Conflicting Goals

Though each synoptic narrator presents those who were close to Jesus ["disciples" or "those around the 12"] as raising the question about the parable(s), the reply indicates that parables were not composed for them. Jesus insists that his inner circle has already been given the secret(s) of the Deity's regime. The two aphorisms that only Matthew presents at this point underline this positive note by

The absence of these aphorisms in Mark & Luke (particularly the second) focuses attention on people who are not followers of Jesus & ends those versions of this pericope on a more ominous negative note.

The primary logical problem in this pericope, however, is created by the difference of a miniscule subordinating conjunction.

  • In most mss. of Matthew, Jesus tells parables to people outside his circle because [Greek: hoti] they do not yet know what his disciples know. Thus, Matthew represents the parables as visual aids for those who are slow to understand. This denseness of the general populace is the condition that Jesus' parables are designed to correct.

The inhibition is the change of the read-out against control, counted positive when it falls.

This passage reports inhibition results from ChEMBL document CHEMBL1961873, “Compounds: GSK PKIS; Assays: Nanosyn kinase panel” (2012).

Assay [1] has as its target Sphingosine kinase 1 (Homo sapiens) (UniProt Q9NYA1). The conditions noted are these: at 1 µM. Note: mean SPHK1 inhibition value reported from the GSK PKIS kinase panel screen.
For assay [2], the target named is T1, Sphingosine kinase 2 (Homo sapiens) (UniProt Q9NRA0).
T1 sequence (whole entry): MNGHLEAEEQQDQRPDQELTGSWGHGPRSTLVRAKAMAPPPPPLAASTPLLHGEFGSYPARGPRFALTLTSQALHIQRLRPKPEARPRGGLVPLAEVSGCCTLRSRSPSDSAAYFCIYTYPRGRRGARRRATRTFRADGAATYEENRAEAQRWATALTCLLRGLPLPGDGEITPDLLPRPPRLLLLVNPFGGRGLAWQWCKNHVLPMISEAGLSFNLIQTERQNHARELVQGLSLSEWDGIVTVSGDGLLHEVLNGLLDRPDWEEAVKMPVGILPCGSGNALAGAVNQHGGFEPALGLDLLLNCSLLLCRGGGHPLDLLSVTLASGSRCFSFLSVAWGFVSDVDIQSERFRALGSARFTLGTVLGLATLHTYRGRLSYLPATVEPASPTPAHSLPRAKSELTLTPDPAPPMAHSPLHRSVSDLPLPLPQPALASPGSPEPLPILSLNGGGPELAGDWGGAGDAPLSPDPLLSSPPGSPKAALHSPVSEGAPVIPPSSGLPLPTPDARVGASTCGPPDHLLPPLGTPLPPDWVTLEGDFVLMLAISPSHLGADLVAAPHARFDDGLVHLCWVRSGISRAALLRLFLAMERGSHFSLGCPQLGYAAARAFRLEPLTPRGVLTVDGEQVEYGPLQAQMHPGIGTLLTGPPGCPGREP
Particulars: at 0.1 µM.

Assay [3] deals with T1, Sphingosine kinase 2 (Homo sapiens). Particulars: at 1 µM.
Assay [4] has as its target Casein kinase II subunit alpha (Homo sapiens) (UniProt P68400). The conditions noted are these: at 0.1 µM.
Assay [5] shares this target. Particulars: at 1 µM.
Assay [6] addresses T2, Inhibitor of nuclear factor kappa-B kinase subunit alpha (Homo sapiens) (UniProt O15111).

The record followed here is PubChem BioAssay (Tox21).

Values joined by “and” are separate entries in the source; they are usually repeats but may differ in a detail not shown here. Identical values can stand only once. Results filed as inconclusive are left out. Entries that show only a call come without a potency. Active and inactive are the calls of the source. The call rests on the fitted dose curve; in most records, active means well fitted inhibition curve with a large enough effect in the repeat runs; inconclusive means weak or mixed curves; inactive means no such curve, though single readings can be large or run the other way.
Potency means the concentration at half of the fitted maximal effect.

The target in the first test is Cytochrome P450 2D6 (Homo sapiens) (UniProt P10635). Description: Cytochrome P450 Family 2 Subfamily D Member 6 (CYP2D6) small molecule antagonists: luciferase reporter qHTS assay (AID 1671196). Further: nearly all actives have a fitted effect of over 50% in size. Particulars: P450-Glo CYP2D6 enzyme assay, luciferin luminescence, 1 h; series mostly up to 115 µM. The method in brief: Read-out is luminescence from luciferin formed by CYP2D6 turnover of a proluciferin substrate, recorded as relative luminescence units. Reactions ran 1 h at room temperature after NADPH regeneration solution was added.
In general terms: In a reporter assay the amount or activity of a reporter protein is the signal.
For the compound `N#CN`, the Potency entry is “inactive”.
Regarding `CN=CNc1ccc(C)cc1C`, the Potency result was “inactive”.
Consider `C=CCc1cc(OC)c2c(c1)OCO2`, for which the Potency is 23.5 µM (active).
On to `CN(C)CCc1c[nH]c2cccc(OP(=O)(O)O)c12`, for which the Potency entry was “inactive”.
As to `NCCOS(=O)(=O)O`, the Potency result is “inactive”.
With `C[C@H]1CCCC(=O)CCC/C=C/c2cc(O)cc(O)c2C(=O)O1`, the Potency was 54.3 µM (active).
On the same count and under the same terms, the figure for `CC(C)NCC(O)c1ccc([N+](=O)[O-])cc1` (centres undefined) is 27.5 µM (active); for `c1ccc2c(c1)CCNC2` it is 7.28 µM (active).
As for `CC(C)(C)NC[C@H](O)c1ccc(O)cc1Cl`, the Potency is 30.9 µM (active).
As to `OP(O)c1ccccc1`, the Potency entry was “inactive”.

• According to Mark & Luke, however, Jesus tells parables so that [Greek: hina] people outside his immediate circle will not understand what his disciples do. Thus, Mark & Luke make public confusion the goal that Jesus' parables are designed to achieve.

Parables are usually composed as illustrations rather than puzzles (even though later interpreters may be puzzled by them). So if either Mark or Luke knew Matthew's version of this passage it is odd that neither echoed his reading at this point.


In Matthew's logic, the characterization of hearers as slow to comprehend justifies Jesus' pedagogical practice of composing graphic parables. Yet, like a good scholar, the Christian scribe who composed this gospel also explicitly points out that this description of Jesus' audience parallels a passage in a previous scriptural text: Isaiah's characterization of his fellow Jews. Neither Mark nor Luke note this parallel.